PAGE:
Sunday, July 24, 2011

Pentecost 6-A

Preached @ St. Anne’s Damascus, MD, 7/24/11 - Matthew 13:31-33,44-52


he kingdom of heaven is like…..fill in the blank here, add your own metaphor, your own allegory here. Jesus says this phrase six times today!....The kingdom of heaven is like: a mustard seed, yeast in flour, hidden treasure, a fine quality pearl, a fishing net, things new and old. The kingdom of heaven is like….Matthew really wants us to focus on the kingdom of heaven today.

To put some order around these descriptors of the kingdom of heaven: these six examples of the kingdom of heaven are really in distinct groupings. We have the mustard seed and the yeast as the first of these groupings. This kingdom of heaven Jesus is pronouncing starts from the smallest of beginnings, like the mustard seed, or a small amount of yeast. This kingdom of heaven grows into something exponentially larger and influential and transformative. Mustard trees can provide shelter and shade while yeast aids in transforming bread from hard water biscuits into something soft and porous and spongy. Both the mustard seed and the yeast are little things. They are in fact allegories of the expansion of Christianity from a very small group of people to a world-wide phenomenon.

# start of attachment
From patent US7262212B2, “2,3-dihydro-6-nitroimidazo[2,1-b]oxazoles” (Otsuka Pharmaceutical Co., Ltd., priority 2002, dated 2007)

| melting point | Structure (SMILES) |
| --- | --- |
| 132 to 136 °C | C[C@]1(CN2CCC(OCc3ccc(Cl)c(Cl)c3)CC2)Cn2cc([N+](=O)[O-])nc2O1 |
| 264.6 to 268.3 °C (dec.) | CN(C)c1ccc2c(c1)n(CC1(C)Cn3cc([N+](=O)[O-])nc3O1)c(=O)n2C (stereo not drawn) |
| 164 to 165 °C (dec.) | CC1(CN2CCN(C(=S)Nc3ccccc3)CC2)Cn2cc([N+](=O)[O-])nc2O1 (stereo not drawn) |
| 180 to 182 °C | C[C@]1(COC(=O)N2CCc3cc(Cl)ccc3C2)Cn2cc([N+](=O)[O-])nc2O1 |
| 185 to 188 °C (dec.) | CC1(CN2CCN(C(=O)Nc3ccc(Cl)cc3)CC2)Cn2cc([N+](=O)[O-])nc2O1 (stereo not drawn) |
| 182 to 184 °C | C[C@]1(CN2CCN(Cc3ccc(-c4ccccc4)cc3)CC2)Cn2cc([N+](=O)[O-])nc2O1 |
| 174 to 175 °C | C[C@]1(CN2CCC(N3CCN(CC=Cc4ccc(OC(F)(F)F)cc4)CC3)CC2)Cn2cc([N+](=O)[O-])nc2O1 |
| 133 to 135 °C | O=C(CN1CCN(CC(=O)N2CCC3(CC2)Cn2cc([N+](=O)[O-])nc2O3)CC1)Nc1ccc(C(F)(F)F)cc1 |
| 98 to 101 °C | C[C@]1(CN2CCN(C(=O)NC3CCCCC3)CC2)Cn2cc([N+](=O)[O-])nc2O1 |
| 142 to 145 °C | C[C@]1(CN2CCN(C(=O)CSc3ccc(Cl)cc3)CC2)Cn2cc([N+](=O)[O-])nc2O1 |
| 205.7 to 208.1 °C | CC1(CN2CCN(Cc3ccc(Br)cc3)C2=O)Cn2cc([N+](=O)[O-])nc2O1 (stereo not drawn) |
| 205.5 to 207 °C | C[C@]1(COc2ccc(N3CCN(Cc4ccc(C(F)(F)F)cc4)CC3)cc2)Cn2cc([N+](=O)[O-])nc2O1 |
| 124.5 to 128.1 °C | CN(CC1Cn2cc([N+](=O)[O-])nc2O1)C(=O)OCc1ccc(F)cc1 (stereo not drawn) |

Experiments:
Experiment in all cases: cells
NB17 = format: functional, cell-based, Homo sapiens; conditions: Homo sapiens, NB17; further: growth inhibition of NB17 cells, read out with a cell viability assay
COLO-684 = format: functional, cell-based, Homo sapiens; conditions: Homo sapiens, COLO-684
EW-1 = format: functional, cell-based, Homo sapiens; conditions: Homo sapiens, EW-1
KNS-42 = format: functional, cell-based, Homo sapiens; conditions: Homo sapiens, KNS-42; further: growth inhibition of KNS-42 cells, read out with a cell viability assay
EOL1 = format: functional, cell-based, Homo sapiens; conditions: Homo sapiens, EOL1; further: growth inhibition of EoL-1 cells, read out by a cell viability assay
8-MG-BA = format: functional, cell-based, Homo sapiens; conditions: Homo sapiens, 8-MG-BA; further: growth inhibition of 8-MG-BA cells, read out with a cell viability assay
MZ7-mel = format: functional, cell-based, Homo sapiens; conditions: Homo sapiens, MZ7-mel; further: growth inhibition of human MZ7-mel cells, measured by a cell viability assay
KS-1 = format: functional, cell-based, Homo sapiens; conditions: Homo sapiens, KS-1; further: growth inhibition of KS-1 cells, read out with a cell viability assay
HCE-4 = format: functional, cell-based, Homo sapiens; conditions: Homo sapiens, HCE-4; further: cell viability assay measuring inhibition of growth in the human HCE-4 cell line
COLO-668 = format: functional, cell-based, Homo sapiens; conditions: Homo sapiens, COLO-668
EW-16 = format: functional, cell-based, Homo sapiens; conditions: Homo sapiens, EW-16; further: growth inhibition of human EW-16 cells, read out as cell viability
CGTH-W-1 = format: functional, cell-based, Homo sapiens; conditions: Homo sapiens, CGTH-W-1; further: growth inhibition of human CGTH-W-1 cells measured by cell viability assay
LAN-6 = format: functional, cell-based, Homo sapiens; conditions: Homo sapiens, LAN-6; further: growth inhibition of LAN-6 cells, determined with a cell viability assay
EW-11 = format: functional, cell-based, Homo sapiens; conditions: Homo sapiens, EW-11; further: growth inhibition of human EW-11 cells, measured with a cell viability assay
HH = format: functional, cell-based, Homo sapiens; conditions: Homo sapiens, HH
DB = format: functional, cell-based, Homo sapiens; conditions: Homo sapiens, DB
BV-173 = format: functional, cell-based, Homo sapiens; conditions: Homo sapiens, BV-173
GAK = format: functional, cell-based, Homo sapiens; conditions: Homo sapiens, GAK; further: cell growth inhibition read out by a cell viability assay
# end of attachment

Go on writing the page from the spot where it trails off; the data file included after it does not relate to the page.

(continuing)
Then we come to the second grouping when Jesus says: The kingdom of heaven is like treasure hidden in a field…and the kingdom of heaven is like a merchant in search of fine pearls and finding one pearl of great value……Jesus is saying that however we find the kingdom of heaven….however we discover the truth about God, that finding is worth everything we have. These two metaphors are not about the finding of these valuable things, but rather about the response to the finding: the response is what is emphasized, for the finding is meaningless if we do not respond.

And the last allegory has to do with the net bringing in every kind of fish. Notice the word every. It is the same word, in Greek, that has been used four times already in today’s Gospel, and translated as “all”. The mustard seed is the smallest of all (every) seeds we are told. The yeast leavened all of the bread (every grain of flour). All material things (everything) were sold to purchase the treasure and the pearl. All people (everyone) are caught in the net….We are to bring all into the net, everyone into the church. God can sort it out later. We are called to reach out to all, to everyone.